Advanced Glaucoma Detection and Treatment
Glaucoma at RVI
Glaucoma is the second-leading cause of blindness in the United States. The condition usually occurs when pressure in the eye, called intraocular pressure or IOP, is too high. The high pressure damages the optic nerve, thus preventing proper transmission of visual information from the eye to the brain. And unlike cataracts or corneal opacities, once vision is lost from glaucoma, it is not recoverable.
At Risk: Open-angle glaucoma is the most common type of glaucoma. It affects almost 3 million Americans, afflicting men and women equally. But women are 2-4 times more likely than men to get a more acute and more dangerous form called closed-angle glaucoma. People of Asian decent are also at higher risk for closed angle or narrow angle glaucoma. African Americans are at the greatest risk for glaucoma, and according to the Glaucoma Research Foundation, African Americans can expect glaucoma to show up earlier and progress faster than in other ethnicities. And if you have a sibling who has been diagnosed with glaucoma, your risk of getting the same diagnosis increases by a factor of 10!
Diagnosis: Any of the aforementioned risk factors are an important reason to be checked regularly for glaucoma. Glaucoma is called “The Sneak Thief of Sight” because it does not have any symptoms until the end stages of the disease and the damage is not reversible. Fortunately, detection of glaucoma has progressed a great deal over the past several decades. We no longer need to wait until peripheral vision has been lost to diagnose glaucoma. New technologies allow for detection of early changes in nerve tissue within the retina. This allows for earlier detection of glaucoma and therefore, a better long-term prognosis for keeping a person’s vision for his or her lifetime. According to Dr. Brian E Mathie, Clinic Director for Roholt Vision Institute, “In almost all cases, severe vision loss from glaucoma is preventable. With the use of advanced technologies, we can detect glaucoma up to 10 years earlier than in years past so the biggest hurdle in most cases is simply getting patients to be examined by their eye care professional so that appropriate and effective treatments can be initiated”. At RVI, we have advanced technology that measures the functional and structural status of the nerve that can be damaged in glaucoma. These extremely accurate devices quantify the amount of healthy tissue to the thousandth of a millimeter and can also analyze changes that may occur from one year to the next.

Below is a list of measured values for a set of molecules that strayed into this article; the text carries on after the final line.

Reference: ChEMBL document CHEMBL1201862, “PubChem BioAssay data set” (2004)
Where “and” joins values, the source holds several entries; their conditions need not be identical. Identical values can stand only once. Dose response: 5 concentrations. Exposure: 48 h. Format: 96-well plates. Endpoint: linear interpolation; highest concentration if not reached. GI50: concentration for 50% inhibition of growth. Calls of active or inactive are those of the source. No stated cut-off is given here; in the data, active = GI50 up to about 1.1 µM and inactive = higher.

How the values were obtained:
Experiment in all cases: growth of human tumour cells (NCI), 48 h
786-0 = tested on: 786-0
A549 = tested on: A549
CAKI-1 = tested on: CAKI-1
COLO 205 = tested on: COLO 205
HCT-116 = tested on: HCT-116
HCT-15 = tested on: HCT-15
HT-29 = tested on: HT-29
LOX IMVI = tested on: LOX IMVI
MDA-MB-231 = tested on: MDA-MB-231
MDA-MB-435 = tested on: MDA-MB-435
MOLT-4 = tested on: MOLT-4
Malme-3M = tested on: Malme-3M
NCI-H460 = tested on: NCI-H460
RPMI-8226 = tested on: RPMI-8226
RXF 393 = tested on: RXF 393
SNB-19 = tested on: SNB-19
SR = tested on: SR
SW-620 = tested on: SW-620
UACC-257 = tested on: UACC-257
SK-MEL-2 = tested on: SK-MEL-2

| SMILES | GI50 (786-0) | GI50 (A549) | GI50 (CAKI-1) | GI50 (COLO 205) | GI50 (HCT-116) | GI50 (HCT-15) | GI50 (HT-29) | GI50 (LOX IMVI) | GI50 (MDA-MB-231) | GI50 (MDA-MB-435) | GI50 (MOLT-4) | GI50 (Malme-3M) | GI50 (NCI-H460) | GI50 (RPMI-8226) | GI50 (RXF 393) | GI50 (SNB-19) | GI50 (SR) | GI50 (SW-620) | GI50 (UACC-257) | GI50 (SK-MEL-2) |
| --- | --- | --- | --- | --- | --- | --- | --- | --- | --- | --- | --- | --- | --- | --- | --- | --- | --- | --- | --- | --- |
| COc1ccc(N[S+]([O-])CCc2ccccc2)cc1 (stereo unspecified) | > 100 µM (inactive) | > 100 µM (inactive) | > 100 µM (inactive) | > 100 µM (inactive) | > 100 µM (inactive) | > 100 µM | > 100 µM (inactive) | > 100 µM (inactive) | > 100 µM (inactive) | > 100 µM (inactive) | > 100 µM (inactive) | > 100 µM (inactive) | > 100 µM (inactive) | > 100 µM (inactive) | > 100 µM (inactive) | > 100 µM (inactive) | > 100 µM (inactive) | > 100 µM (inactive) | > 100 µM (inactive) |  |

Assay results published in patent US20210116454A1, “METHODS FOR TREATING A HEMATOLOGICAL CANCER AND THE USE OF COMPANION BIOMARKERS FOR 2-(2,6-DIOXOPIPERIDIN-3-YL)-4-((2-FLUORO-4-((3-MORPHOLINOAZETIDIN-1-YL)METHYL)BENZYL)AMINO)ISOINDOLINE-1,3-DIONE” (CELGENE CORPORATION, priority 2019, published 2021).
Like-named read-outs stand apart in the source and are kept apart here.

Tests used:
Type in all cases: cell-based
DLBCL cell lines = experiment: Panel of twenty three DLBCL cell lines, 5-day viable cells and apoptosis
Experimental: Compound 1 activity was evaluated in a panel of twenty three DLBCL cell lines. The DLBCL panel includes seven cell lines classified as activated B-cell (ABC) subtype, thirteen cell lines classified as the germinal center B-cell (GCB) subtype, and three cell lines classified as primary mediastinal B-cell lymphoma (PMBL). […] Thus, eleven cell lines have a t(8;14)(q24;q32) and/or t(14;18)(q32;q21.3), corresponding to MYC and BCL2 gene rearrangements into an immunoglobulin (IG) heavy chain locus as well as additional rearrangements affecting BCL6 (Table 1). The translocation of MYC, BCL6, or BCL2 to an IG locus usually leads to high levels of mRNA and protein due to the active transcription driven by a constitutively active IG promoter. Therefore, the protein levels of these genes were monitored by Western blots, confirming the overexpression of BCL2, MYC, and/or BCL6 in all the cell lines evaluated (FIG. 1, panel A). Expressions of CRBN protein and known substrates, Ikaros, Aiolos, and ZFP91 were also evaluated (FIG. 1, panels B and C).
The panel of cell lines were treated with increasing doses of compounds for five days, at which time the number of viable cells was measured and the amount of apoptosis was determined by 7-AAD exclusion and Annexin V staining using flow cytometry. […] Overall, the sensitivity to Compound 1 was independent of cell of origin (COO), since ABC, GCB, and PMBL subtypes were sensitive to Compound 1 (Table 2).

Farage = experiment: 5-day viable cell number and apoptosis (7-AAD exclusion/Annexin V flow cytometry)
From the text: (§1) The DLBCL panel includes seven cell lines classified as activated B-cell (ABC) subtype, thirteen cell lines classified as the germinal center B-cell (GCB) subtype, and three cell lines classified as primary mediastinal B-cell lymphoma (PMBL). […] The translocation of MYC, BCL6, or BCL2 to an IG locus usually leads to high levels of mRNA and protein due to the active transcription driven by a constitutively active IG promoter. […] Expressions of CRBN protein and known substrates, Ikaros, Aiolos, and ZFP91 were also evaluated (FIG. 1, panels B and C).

Colored graphics demonstrate areas of normal nerve tissue (green), borderline (yellow) and abnormal (red) for all areas of nerve tissue in the center of the retina and surrounding the optic nerve. By comparing these values to expected norms for patients of a given age, doctors at Roholt Vision Institute can determine a relative risk for glaucoma for each individual patient.
Treatment: Once the diagnosis of glaucoma has been made, there are many possible treatments. Most practitioners will start patients on an eye drop that will lower the intraocular pressure in the eye and help prevent further damage to the eye. This year will see several new medications come to market for that exact purpose. Lasers are also an option, as are surgeries on the eye, but those are usually reserved for more severe cases of glaucoma. According to RVI Clinic Director Dr. Brian Mathie, “there has never been a better time to have glaucoma than today. Thanks to incredible technology at RVI and improved treatment options, in most cases patients can expect effective treatment that will afford them very good vision for the rest of their lives.”
Being able to measure the exact values of healthy nerve tissue over time is the most important aspect of monitoring glaucoma for progression or worsening of the disease. State of the art technology allows Roholt Vision Institute to evaluate each exam for any changes in the nerve tissue, however subtle they may be.
Scheduling an eye exam to evaluate the intraocular pressure and the health of the optic nerve is important for each and everyone one of us, but especially important for people who have risk factors such as a family history of glaucoma, African Americans, the elderly and anyone who has a history of elevated pressure in the eye.